Japan’s INCJ Fund Said to Buy Stake in Robotic Hand Maker Squse
The fund known as INCJ will spend as much as 500 million yen ($4.9 million) to acquire about a 20 percent stake in Squse, said the people, who asked not to be identified before an announcement. Squse is targeting an initial public offering in Japan in two years, one of the people said.
INCJ joins Amazon.com Inc. (AMZN) and Google Inc. (GOOG) in investing in makers of robotic devices that can move items around warehouses and pick up goods on production lines for auto parts and processed food. Amazon’s $775 million purchase of Kiva Systems Inc. in 2012 helped stir INCJ’s appetite to invest in robotics companies in Japan, one of the people said.
Closely held Squse produces robotic hands that make human-like movements, picking up and moving soft objects like food that weigh as much as 1 kilogram (2.2 pounds), according to its website. The company, founded in 1997, also sells automated production lines with its robotic hands preinstalled.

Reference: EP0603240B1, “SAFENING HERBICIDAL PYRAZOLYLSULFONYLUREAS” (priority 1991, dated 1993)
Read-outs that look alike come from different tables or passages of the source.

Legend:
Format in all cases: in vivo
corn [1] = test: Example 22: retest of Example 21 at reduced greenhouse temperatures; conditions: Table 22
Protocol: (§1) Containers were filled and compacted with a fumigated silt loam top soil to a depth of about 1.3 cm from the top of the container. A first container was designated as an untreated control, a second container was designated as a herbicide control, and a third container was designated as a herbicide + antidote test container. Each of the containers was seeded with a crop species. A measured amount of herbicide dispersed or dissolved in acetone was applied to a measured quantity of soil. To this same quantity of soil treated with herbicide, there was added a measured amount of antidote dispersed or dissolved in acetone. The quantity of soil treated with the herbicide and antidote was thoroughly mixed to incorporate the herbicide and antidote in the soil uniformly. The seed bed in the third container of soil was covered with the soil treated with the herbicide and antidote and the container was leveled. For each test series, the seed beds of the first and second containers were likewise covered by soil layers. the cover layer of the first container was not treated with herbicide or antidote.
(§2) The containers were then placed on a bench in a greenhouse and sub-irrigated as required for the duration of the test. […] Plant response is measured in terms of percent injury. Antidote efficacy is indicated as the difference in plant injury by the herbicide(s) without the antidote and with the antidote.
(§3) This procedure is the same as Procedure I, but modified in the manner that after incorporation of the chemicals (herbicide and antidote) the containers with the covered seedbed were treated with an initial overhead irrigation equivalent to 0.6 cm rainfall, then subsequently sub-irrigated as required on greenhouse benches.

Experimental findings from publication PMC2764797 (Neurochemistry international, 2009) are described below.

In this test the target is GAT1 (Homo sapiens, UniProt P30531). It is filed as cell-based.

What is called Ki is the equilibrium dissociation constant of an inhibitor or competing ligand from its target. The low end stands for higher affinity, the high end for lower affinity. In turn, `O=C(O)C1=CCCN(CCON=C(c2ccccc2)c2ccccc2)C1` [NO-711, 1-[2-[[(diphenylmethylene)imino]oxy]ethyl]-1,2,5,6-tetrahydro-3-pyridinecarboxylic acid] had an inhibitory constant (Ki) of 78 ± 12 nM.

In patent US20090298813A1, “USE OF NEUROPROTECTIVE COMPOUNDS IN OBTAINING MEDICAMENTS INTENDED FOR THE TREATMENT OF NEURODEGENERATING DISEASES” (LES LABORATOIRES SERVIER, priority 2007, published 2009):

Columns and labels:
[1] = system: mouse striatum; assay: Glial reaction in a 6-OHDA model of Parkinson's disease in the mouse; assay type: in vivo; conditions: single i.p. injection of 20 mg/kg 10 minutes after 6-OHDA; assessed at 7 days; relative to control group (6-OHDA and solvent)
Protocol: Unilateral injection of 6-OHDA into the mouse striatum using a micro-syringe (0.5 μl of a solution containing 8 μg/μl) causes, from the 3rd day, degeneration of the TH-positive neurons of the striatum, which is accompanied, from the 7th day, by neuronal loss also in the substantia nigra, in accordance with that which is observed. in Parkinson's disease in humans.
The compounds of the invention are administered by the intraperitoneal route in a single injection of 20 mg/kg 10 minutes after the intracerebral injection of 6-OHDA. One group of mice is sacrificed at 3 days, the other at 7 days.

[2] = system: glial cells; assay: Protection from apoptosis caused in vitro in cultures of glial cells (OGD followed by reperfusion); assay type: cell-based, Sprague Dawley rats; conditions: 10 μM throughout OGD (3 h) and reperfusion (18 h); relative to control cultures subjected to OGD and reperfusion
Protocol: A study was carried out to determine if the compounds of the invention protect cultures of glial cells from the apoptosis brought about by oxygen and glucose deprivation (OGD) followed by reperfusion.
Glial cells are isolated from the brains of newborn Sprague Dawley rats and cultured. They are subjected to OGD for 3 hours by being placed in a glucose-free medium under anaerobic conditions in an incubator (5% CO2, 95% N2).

Squse, which has been selling its products in Japan, aims to export them to industrial users in Asia, Europe and the U.S. in the next five years, one person familiar with the plans said. Spokesmen for INCJ and Squse declined to comment.
Google said in December it had bought seven companies for a robotics project led by Andy Rubin, former head of the Mountain View, California-based company’s Android software unit, to expand beyond online search. The acquisitions included Schaft Inc., a Tokyo-based maker of two-legged humanoid robots.
INCJ was founded in July 2009 to invest in technology that would make the Japan’s industries more globally competitive. It has completed about 60 deals, investing a total of 700 billion yen, according to its website.
The fund has 280 billion yen of funds from the government and companies, and has the capacity to invest as much as 2 trillion yen backed by government guarantees, the website shows. Last year, it invested in Prism Pharma Co., a Japanese drug-discovery company, and Royal Gate Inc., a Tokyo-based developer of mobile payment devices, according to data compiled by Bloomberg.
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